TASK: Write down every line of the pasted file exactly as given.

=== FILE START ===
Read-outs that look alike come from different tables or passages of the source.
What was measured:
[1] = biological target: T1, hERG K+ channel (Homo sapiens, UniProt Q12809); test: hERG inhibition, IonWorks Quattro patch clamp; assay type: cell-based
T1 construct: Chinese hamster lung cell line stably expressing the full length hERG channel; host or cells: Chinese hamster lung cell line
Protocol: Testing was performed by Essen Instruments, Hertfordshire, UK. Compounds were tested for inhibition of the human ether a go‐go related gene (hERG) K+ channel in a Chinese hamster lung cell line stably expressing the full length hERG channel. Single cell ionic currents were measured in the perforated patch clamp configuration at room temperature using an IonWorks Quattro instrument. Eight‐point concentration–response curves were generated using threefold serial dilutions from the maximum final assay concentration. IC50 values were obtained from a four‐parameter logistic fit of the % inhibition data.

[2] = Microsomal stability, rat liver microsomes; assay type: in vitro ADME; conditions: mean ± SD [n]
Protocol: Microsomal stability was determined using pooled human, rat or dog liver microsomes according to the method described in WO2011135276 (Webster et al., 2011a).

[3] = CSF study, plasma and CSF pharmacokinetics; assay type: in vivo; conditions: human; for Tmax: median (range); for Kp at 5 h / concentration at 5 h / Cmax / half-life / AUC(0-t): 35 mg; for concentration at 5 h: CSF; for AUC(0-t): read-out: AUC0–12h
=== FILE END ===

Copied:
Read-outs that look alike come from different tables or passages of the source.
What was measured:
[1] = biological target: T1, hERG K+ channel (Homo sapiens, UniProt Q12809); test: hERG inhibition, IonWorks Quattro patch clamp; assay type: cell-based
T1 construct: Chinese hamster lung cell line stably expressing the full length hERG channel; host or cells: Chinese hamster lung cell line
Protocol: Testing was performed by Essen Instruments, Hertfordshire, UK. Compounds were tested for inhibition of the human ether a go‐go related gene (hERG) K+ channel in a Chinese hamster lung cell line stably expressing the full length hERG channel. Single cell ionic currents were measured in the perforated patch clamp configuration at room temperature using an IonWorks Quattro instrument. Eight‐point concentration–response curves were generated using threefold serial dilutions from the maximum final assay concentration. IC50 values were obtained from a four‐parameter logistic fit of the % inhibition data.

[2] = Microsomal stability, rat liver microsomes; assay type: in vitro ADME; conditions: mean ± SD [n]
Protocol: Microsomal stability was determined using pooled human, rat or dog liver microsomes according to the method described in WO2011135276 (Webster et al., 2011a).

[3] = CSF study, plasma and CSF pharmacokinetics; assay type: in vivo; conditions: human; for Tmax: median (range); for Kp at 5 h / concentration at 5 h / Cmax / half-life / AUC(0-t): 35 mg; for concentration at 5 h: CSF; for AUC(0-t): read-out: AUC0–12h